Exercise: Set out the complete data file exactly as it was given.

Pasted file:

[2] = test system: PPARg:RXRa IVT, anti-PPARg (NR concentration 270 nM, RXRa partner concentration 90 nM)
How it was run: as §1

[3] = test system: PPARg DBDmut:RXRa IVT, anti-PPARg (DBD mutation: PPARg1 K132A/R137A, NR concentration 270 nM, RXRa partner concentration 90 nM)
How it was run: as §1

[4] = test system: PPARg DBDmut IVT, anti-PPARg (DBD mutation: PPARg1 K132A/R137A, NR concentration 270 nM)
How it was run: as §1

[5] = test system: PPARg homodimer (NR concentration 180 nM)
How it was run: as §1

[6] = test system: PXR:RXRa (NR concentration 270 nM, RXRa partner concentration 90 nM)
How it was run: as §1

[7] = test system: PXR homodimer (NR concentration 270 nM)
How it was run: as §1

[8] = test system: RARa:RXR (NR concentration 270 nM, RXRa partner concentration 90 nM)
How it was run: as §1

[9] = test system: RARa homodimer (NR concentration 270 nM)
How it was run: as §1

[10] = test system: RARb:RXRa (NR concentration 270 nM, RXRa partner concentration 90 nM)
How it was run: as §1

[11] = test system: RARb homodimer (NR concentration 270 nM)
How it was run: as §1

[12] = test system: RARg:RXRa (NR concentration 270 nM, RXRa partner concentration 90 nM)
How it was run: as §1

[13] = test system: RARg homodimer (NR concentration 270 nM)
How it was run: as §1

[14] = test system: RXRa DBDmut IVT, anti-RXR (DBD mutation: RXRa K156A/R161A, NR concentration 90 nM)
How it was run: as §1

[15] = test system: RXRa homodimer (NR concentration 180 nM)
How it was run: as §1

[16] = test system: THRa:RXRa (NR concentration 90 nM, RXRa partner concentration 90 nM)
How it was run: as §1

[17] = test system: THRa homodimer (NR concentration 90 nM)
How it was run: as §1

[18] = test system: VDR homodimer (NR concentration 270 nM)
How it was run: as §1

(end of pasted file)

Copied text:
[2] = test system: PPARg:RXRa IVT, anti-PPARg (NR concentration 270 nM, RXRa partner concentration 90 nM)
How it was run: as §1

[3] = test system: PPARg DBDmut:RXRa IVT, anti-PPARg (DBD mutation: PPARg1 K132A/R137A, NR concentration 270 nM, RXRa partner concentration 90 nM)
How it was run: as §1

[4] = test system: PPARg DBDmut IVT, anti-PPARg (DBD mutation: PPARg1 K132A/R137A, NR concentration 270 nM)
How it was run: as §1

[5] = test system: PPARg homodimer (NR concentration 180 nM)
How it was run: as §1

[6] = test system: PXR:RXRa (NR concentration 270 nM, RXRa partner concentration 90 nM)
How it was run: as §1

[7] = test system: PXR homodimer (NR concentration 270 nM)
How it was run: as §1

[8] = test system: RARa:RXR (NR concentration 270 nM, RXRa partner concentration 90 nM)
How it was run: as §1

[9] = test system: RARa homodimer (NR concentration 270 nM)
How it was run: as §1

[10] = test system: RARb:RXRa (NR concentration 270 nM, RXRa partner concentration 90 nM)
How it was run: as §1

[11] = test system: RARb homodimer (NR concentration 270 nM)
How it was run: as §1

[12] = test system: RARg:RXRa (NR concentration 270 nM, RXRa partner concentration 90 nM)
How it was run: as §1

[13] = test system: RARg homodimer (NR concentration 270 nM)
How it was run: as §1

[14] = test system: RXRa DBDmut IVT, anti-RXR (DBD mutation: RXRa K156A/R161A, NR concentration 90 nM)
How it was run: as §1

[15] = test system: RXRa homodimer (NR concentration 180 nM)
How it was run: as §1

[16] = test system: THRa:RXRa (NR concentration 90 nM, RXRa partner concentration 90 nM)
How it was run: as §1

[17] = test system: THRa homodimer (NR concentration 90 nM)
How it was run: as §1

[18] = test system: VDR homodimer (NR concentration 270 nM)
How it was run: as §1